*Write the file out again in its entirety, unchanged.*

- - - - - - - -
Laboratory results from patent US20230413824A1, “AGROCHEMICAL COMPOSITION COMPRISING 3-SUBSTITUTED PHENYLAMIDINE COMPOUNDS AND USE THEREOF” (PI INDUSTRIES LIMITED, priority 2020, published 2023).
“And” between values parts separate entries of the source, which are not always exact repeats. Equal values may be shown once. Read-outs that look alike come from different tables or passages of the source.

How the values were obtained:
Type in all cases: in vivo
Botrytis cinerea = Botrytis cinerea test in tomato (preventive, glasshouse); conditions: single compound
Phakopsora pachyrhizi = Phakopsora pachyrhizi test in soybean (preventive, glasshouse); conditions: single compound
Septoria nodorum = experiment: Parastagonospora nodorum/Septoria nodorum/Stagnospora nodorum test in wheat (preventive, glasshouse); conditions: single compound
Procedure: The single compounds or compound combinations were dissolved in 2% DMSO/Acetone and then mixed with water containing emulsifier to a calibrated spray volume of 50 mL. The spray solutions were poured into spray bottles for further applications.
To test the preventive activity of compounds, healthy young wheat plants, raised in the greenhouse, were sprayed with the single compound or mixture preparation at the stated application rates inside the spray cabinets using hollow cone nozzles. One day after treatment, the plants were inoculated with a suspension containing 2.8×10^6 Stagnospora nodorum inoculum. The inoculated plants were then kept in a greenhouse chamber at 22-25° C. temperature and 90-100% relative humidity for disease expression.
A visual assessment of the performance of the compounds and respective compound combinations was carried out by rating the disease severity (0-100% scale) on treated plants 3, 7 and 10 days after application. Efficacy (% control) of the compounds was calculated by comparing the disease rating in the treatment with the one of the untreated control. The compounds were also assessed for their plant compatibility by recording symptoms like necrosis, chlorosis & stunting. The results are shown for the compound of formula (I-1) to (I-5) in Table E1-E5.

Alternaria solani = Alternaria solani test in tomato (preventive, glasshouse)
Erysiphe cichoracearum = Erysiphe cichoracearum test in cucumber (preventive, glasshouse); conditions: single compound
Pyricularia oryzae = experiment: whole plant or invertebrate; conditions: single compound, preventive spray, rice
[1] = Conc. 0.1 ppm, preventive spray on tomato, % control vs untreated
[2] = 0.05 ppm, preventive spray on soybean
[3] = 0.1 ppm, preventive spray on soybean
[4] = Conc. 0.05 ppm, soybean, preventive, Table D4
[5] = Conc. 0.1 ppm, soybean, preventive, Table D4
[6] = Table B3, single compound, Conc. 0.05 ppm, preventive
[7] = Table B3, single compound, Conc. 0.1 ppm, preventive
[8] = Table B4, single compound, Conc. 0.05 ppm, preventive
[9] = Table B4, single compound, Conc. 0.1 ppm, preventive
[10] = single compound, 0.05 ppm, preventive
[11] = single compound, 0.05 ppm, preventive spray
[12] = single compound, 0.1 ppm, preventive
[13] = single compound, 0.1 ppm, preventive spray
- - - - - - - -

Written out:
Laboratory results from patent US20230413824A1, “AGROCHEMICAL COMPOSITION COMPRISING 3-SUBSTITUTED PHENYLAMIDINE COMPOUNDS AND USE THEREOF” (PI INDUSTRIES LIMITED, priority 2020, published 2023).
“And” between values parts separate entries of the source, which are not always exact repeats. Equal values may be shown once. Read-outs that look alike come from different tables or passages of the source.

How the values were obtained:
Type in all cases: in vivo
Botrytis cinerea = Botrytis cinerea test in tomato (preventive, glasshouse); conditions: single compound
Phakopsora pachyrhizi = Phakopsora pachyrhizi test in soybean (preventive, glasshouse); conditions: single compound
Septoria nodorum = experiment: Parastagonospora nodorum/Septoria nodorum/Stagnospora nodorum test in wheat (preventive, glasshouse); conditions: single compound
Procedure: The single compounds or compound combinations were dissolved in 2% DMSO/Acetone and then mixed with water containing emulsifier to a calibrated spray volume of 50 mL. The spray solutions were poured into spray bottles for further applications.
To test the preventive activity of compounds, healthy young wheat plants, raised in the greenhouse, were sprayed with the single compound or mixture preparation at the stated application rates inside the spray cabinets using hollow cone nozzles. One day after treatment, the plants were inoculated with a suspension containing 2.8×10^6 Stagnospora nodorum inoculum. The inoculated plants were then kept in a greenhouse chamber at 22-25° C. temperature and 90-100% relative humidity for disease expression.
A visual assessment of the performance of the compounds and respective compound combinations was carried out by rating the disease severity (0-100% scale) on treated plants 3, 7 and 10 days after application. Efficacy (% control) of the compounds was calculated by comparing the disease rating in the treatment with the one of the untreated control. The compounds were also assessed for their plant compatibility by recording symptoms like necrosis, chlorosis & stunting. The results are shown for the compound of formula (I-1) to (I-5) in Table E1-E5.

Alternaria solani = Alternaria solani test in tomato (preventive, glasshouse)
Erysiphe cichoracearum = Erysiphe cichoracearum test in cucumber (preventive, glasshouse); conditions: single compound
Pyricularia oryzae = experiment: whole plant or invertebrate; conditions: single compound, preventive spray, rice
[1] = Conc. 0.1 ppm, preventive spray on tomato, % control vs untreated
[2] = 0.05 ppm, preventive spray on soybean
[3] = 0.1 ppm, preventive spray on soybean
[4] = Conc. 0.05 ppm, soybean, preventive, Table D4
[5] = Conc. 0.1 ppm, soybean, preventive, Table D4
[6] = Table B3, single compound, Conc. 0.05 ppm, preventive
[7] = Table B3, single compound, Conc. 0.1 ppm, preventive
[8] = Table B4, single compound, Conc. 0.05 ppm, preventive
[9] = Table B4, single compound, Conc. 0.1 ppm, preventive
[10] = single compound, 0.05 ppm, preventive
[11] = single compound, 0.05 ppm, preventive spray
[12] = single compound, 0.1 ppm, preventive
[13] = single compound, 0.1 ppm, preventive spray